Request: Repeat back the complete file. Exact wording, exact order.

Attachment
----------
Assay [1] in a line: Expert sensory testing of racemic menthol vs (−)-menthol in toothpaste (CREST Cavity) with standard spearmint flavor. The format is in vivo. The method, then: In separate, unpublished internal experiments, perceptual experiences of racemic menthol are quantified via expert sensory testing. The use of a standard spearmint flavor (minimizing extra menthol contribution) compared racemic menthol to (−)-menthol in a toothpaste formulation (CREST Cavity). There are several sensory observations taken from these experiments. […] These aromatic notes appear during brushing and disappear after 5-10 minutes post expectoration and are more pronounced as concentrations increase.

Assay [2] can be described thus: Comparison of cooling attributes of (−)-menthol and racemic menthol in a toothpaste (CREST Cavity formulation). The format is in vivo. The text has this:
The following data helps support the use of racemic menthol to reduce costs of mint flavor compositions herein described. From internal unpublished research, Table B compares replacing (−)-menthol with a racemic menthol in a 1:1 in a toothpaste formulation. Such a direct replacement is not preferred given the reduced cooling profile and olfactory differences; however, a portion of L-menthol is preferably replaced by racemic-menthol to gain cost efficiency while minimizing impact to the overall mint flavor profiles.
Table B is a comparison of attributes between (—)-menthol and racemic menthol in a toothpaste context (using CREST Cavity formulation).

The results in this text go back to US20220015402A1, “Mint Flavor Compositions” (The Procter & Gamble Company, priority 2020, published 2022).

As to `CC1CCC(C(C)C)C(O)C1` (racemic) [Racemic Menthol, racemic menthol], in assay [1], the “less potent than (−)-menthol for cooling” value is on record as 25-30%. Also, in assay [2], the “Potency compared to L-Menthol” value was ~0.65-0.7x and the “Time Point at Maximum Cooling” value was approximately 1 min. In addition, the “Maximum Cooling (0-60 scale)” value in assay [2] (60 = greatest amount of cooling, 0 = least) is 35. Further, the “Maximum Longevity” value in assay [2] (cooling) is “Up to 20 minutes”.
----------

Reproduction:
Assay [1] in a line: Expert sensory testing of racemic menthol vs (−)-menthol in toothpaste (CREST Cavity) with standard spearmint flavor. The format is in vivo. The method, then: In separate, unpublished internal experiments, perceptual experiences of racemic menthol are quantified via expert sensory testing. The use of a standard spearmint flavor (minimizing extra menthol contribution) compared racemic menthol to (−)-menthol in a toothpaste formulation (CREST Cavity). There are several sensory observations taken from these experiments. […] These aromatic notes appear during brushing and disappear after 5-10 minutes post expectoration and are more pronounced as concentrations increase.

Assay [2] can be described thus: Comparison of cooling attributes of (−)-menthol and racemic menthol in a toothpaste (CREST Cavity formulation). The format is in vivo. The text has this:
The following data helps support the use of racemic menthol to reduce costs of mint flavor compositions herein described. From internal unpublished research, Table B compares replacing (−)-menthol with a racemic menthol in a 1:1 in a toothpaste formulation. Such a direct replacement is not preferred given the reduced cooling profile and olfactory differences; however, a portion of L-menthol is preferably replaced by racemic-menthol to gain cost efficiency while minimizing impact to the overall mint flavor profiles.
Table B is a comparison of attributes between (—)-menthol and racemic menthol in a toothpaste context (using CREST Cavity formulation).

The results in this text go back to US20220015402A1, “Mint Flavor Compositions” (The Procter & Gamble Company, priority 2020, published 2022).

As to `CC1CCC(C(C)C)C(O)C1` (racemic) [Racemic Menthol, racemic menthol], in assay [1], the “less potent than (−)-menthol for cooling” value is on record as 25-30%. Also, in assay [2], the “Potency compared to L-Menthol” value was ~0.65-0.7x and the “Time Point at Maximum Cooling” value was approximately 1 min. In addition, the “Maximum Cooling (0-60 scale)” value in assay [2] (60 = greatest amount of cooling, 0 = least) is 35. Further, the “Maximum Longevity” value in assay [2] (cooling) is “Up to 20 minutes”.